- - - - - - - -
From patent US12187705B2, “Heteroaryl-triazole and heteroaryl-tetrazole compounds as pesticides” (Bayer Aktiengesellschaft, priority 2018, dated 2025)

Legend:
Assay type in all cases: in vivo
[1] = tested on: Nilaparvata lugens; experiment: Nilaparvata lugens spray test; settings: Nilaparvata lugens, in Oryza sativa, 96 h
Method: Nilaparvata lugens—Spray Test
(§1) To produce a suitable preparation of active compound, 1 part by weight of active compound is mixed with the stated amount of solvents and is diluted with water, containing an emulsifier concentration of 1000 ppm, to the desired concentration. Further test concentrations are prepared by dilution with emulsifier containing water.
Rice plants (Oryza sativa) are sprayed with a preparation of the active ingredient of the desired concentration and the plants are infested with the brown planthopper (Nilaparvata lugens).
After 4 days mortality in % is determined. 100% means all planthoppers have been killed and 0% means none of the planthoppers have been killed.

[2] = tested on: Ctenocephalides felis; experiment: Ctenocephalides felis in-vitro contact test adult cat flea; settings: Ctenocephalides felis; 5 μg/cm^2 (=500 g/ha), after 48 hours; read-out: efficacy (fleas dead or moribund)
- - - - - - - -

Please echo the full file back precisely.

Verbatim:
From patent US12187705B2, “Heteroaryl-triazole and heteroaryl-tetrazole compounds as pesticides” (Bayer Aktiengesellschaft, priority 2018, dated 2025)

Legend:
Assay type in all cases: in vivo
[1] = tested on: Nilaparvata lugens; experiment: Nilaparvata lugens spray test; settings: Nilaparvata lugens, in Oryza sativa, 96 h
Method: Nilaparvata lugens—Spray Test
(§1) To produce a suitable preparation of active compound, 1 part by weight of active compound is mixed with the stated amount of solvents and is diluted with water, containing an emulsifier concentration of 1000 ppm, to the desired concentration. Further test concentrations are prepared by dilution with emulsifier containing water.
Rice plants (Oryza sativa) are sprayed with a preparation of the active ingredient of the desired concentration and the plants are infested with the brown planthopper (Nilaparvata lugens).
After 4 days mortality in % is determined. 100% means all planthoppers have been killed and 0% means none of the planthoppers have been killed.

[2] = tested on: Ctenocephalides felis; experiment: Ctenocephalides felis in-vitro contact test adult cat flea; settings: Ctenocephalides felis; 5 μg/cm^2 (=500 g/ha), after 48 hours; read-out: efficacy (fleas dead or moribund)